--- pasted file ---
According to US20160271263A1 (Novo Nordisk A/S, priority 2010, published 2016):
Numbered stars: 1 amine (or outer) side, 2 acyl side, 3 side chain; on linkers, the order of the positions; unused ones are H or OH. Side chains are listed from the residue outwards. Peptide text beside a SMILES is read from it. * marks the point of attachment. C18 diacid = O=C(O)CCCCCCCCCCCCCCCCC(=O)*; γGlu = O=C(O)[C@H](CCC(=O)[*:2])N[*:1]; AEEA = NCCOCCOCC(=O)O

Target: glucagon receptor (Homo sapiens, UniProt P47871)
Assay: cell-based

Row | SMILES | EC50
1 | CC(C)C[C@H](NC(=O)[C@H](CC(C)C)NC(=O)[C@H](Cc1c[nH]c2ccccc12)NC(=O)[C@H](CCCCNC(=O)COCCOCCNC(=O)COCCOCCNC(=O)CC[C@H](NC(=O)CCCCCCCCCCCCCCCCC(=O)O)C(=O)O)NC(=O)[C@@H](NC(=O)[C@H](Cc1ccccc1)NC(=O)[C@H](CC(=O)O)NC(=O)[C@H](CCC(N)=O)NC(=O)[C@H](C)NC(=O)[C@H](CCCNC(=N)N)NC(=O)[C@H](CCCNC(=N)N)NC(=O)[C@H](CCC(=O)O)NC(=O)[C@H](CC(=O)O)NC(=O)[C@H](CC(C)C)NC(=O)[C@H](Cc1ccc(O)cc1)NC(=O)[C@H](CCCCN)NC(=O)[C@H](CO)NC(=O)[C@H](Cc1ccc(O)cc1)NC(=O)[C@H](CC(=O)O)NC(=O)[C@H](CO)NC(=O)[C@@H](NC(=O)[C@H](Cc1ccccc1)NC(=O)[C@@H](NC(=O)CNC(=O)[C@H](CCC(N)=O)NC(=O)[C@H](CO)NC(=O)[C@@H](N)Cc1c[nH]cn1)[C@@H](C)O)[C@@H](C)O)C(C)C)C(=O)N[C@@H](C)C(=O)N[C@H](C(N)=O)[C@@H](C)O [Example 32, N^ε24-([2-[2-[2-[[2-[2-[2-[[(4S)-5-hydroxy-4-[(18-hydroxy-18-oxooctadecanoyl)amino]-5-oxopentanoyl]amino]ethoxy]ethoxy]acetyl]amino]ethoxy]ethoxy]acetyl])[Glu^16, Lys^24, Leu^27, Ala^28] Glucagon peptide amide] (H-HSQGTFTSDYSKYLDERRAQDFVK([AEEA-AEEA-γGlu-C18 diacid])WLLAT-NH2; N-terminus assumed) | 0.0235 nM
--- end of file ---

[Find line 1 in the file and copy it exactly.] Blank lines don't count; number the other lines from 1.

According to US20160271263A1 (Novo Nordisk A/S, priority 2010, published 2016):